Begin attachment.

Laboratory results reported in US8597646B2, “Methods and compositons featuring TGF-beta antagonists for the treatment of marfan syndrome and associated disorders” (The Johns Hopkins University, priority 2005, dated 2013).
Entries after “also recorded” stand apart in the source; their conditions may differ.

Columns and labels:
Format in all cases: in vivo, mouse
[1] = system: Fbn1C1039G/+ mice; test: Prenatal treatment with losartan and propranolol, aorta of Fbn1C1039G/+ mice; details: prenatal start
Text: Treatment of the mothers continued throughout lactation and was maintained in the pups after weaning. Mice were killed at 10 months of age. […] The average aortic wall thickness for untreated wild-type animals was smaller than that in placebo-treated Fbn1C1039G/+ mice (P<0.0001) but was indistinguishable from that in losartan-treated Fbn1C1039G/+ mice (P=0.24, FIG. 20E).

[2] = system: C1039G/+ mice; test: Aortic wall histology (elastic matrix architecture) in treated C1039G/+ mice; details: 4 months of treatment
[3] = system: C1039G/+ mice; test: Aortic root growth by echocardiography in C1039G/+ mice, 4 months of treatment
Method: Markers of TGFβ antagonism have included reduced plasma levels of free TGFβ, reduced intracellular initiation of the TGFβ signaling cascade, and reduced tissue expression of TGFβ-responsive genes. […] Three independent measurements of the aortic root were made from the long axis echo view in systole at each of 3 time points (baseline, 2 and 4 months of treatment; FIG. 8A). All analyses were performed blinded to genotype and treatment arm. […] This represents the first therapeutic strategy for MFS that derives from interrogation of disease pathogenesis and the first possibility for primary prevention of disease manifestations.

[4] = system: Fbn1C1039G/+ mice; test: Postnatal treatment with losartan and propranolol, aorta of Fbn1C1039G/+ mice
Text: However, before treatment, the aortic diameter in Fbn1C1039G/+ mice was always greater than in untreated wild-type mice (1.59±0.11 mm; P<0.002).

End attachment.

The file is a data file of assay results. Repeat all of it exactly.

Laboratory results reported in US8597646B2, “Methods and compositons featuring TGF-beta antagonists for the treatment of marfan syndrome and associated disorders” (The Johns Hopkins University, priority 2005, dated 2013).
Entries after “also recorded” stand apart in the source; their conditions may differ.

Columns and labels:
Format in all cases: in vivo, mouse
[1] = system: Fbn1C1039G/+ mice; test: Prenatal treatment with losartan and propranolol, aorta of Fbn1C1039G/+ mice; details: prenatal start
Text: Treatment of the mothers continued throughout lactation and was maintained in the pups after weaning. Mice were killed at 10 months of age. […] The average aortic wall thickness for untreated wild-type animals was smaller than that in placebo-treated Fbn1C1039G/+ mice (P<0.0001) but was indistinguishable from that in losartan-treated Fbn1C1039G/+ mice (P=0.24, FIG. 20E).

[2] = system: C1039G/+ mice; test: Aortic wall histology (elastic matrix architecture) in treated C1039G/+ mice; details: 4 months of treatment
[3] = system: C1039G/+ mice; test: Aortic root growth by echocardiography in C1039G/+ mice, 4 months of treatment
Method: Markers of TGFβ antagonism have included reduced plasma levels of free TGFβ, reduced intracellular initiation of the TGFβ signaling cascade, and reduced tissue expression of TGFβ-responsive genes. […] Three independent measurements of the aortic root were made from the long axis echo view in systole at each of 3 time points (baseline, 2 and 4 months of treatment; FIG. 8A). All analyses were performed blinded to genotype and treatment arm. […] This represents the first therapeutic strategy for MFS that derives from interrogation of disease pathogenesis and the first possibility for primary prevention of disease manifestations.

[4] = system: Fbn1C1039G/+ mice; test: Postnatal treatment with losartan and propranolol, aorta of Fbn1C1039G/+ mice
Text: However, before treatment, the aortic diameter in Fbn1C1039G/+ mice was always greater than in untreated wild-type mice (1.59±0.11 mm; P<0.002).